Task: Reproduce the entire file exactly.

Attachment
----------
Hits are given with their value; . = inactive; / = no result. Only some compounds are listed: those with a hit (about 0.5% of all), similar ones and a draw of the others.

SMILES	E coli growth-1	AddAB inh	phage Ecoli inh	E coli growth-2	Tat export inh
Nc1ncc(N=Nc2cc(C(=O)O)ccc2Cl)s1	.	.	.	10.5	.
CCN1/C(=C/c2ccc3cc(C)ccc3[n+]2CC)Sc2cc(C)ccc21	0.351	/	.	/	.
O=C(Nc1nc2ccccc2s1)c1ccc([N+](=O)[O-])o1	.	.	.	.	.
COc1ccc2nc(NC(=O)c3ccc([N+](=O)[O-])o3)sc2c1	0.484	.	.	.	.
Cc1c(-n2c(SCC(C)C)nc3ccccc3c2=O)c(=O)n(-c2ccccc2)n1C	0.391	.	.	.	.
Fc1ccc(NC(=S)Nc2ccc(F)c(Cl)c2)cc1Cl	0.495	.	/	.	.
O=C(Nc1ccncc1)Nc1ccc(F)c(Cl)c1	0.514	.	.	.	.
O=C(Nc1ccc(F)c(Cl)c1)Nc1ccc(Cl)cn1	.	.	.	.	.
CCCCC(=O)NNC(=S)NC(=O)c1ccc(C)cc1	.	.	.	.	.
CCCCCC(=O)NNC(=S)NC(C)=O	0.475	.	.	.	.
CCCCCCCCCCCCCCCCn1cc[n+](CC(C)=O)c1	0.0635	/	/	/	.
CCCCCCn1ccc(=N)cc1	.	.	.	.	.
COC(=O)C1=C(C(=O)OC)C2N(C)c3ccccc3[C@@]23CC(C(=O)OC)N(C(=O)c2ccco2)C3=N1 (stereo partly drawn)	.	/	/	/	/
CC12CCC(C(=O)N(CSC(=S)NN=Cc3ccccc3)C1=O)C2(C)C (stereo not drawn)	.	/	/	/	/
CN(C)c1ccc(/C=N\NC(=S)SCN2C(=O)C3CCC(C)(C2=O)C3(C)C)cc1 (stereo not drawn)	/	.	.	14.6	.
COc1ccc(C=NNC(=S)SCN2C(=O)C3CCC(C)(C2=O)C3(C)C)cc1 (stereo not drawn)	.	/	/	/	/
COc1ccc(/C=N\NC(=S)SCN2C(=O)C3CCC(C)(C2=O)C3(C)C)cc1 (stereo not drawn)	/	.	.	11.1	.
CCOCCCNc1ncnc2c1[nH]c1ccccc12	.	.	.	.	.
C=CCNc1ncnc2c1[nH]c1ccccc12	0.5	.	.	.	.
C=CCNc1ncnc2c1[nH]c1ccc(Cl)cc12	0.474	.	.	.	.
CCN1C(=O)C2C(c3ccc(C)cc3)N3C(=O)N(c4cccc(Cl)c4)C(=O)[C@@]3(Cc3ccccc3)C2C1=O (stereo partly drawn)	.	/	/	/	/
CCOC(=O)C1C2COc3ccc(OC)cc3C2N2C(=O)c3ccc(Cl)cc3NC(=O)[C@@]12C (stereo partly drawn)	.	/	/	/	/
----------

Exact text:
Hits are given with their value; . = inactive; / = no result. Only some compounds are listed: those with a hit (about 0.5% of all), similar ones and a draw of the others.

SMILES	E coli growth-1	AddAB inh	phage Ecoli inh	E coli growth-2	Tat export inh
Nc1ncc(N=Nc2cc(C(=O)O)ccc2Cl)s1	.	.	.	10.5	.
CCN1/C(=C/c2ccc3cc(C)ccc3[n+]2CC)Sc2cc(C)ccc21	0.351	/	.	/	.
O=C(Nc1nc2ccccc2s1)c1ccc([N+](=O)[O-])o1	.	.	.	.	.
COc1ccc2nc(NC(=O)c3ccc([N+](=O)[O-])o3)sc2c1	0.484	.	.	.	.
Cc1c(-n2c(SCC(C)C)nc3ccccc3c2=O)c(=O)n(-c2ccccc2)n1C	0.391	.	.	.	.
Fc1ccc(NC(=S)Nc2ccc(F)c(Cl)c2)cc1Cl	0.495	.	/	.	.
O=C(Nc1ccncc1)Nc1ccc(F)c(Cl)c1	0.514	.	.	.	.
O=C(Nc1ccc(F)c(Cl)c1)Nc1ccc(Cl)cn1	.	.	.	.	.
CCCCC(=O)NNC(=S)NC(=O)c1ccc(C)cc1	.	.	.	.	.
CCCCCC(=O)NNC(=S)NC(C)=O	0.475	.	.	.	.
CCCCCCCCCCCCCCCCn1cc[n+](CC(C)=O)c1	0.0635	/	/	/	.
CCCCCCn1ccc(=N)cc1	.	.	.	.	.
COC(=O)C1=C(C(=O)OC)C2N(C)c3ccccc3[C@@]23CC(C(=O)OC)N(C(=O)c2ccco2)C3=N1 (stereo partly drawn)	.	/	/	/	/
CC12CCC(C(=O)N(CSC(=S)NN=Cc3ccccc3)C1=O)C2(C)C (stereo not drawn)	.	/	/	/	/
CN(C)c1ccc(/C=N\NC(=S)SCN2C(=O)C3CCC(C)(C2=O)C3(C)C)cc1 (stereo not drawn)	/	.	.	14.6	.
COc1ccc(C=NNC(=S)SCN2C(=O)C3CCC(C)(C2=O)C3(C)C)cc1 (stereo not drawn)	.	/	/	/	/
COc1ccc(/C=N\NC(=S)SCN2C(=O)C3CCC(C)(C2=O)C3(C)C)cc1 (stereo not drawn)	/	.	.	11.1	.
CCOCCCNc1ncnc2c1[nH]c1ccccc12	.	.	.	.	.
C=CCNc1ncnc2c1[nH]c1ccccc12	0.5	.	.	.	.
C=CCNc1ncnc2c1[nH]c1ccc(Cl)cc12	0.474	.	.	.	.
CCN1C(=O)C2C(c3ccc(C)cc3)N3C(=O)N(c4cccc(Cl)c4)C(=O)[C@@]3(Cc3ccccc3)C2C1=O (stereo partly drawn)	.	/	/	/	/
CCOC(=O)C1C2COc3ccc(OC)cc3C2N2C(=O)c3ccc(Cl)cc3NC(=O)[C@@]12C (stereo partly drawn)	.	/	/	/	/